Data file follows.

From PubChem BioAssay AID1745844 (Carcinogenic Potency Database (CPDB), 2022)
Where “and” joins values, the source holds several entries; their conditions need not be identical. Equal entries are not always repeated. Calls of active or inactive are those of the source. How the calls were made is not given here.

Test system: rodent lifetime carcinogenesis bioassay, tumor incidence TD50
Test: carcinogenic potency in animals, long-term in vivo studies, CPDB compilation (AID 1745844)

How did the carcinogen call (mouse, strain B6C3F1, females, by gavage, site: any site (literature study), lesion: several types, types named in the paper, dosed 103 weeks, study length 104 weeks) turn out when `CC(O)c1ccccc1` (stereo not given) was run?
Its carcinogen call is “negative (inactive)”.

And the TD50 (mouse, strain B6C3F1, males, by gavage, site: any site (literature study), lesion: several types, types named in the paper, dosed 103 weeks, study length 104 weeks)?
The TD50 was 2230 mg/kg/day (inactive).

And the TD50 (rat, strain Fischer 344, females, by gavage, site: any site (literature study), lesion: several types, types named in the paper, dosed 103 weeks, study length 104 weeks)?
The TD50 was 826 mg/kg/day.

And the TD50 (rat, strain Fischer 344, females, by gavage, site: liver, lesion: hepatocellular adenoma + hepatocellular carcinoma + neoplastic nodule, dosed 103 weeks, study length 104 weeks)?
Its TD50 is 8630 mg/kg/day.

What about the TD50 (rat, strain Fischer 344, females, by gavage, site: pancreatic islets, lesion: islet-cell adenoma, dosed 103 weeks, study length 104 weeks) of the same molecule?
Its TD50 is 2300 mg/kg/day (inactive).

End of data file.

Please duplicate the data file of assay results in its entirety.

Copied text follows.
From PubChem BioAssay AID1745844 (Carcinogenic Potency Database (CPDB), 2022)
Where “and” joins values, the source holds several entries; their conditions need not be identical. Equal entries are not always repeated. Calls of active or inactive are those of the source. How the calls were made is not given here.

Test system: rodent lifetime carcinogenesis bioassay, tumor incidence TD50
Test: carcinogenic potency in animals, long-term in vivo studies, CPDB compilation (AID 1745844)

How did the carcinogen call (mouse, strain B6C3F1, females, by gavage, site: any site (literature study), lesion: several types, types named in the paper, dosed 103 weeks, study length 104 weeks) turn out when `CC(O)c1ccccc1` (stereo not given) was run?
Its carcinogen call is “negative (inactive)”.

And the TD50 (mouse, strain B6C3F1, males, by gavage, site: any site (literature study), lesion: several types, types named in the paper, dosed 103 weeks, study length 104 weeks)?
The TD50 was 2230 mg/kg/day (inactive).

And the TD50 (rat, strain Fischer 344, females, by gavage, site: any site (literature study), lesion: several types, types named in the paper, dosed 103 weeks, study length 104 weeks)?
The TD50 was 826 mg/kg/day.

And the TD50 (rat, strain Fischer 344, females, by gavage, site: liver, lesion: hepatocellular adenoma + hepatocellular carcinoma + neoplastic nodule, dosed 103 weeks, study length 104 weeks)?
Its TD50 is 8630 mg/kg/day.

What about the TD50 (rat, strain Fischer 344, females, by gavage, site: pancreatic islets, lesion: islet-cell adenoma, dosed 103 weeks, study length 104 weeks) of the same molecule?
Its TD50 is 2300 mg/kg/day (inactive).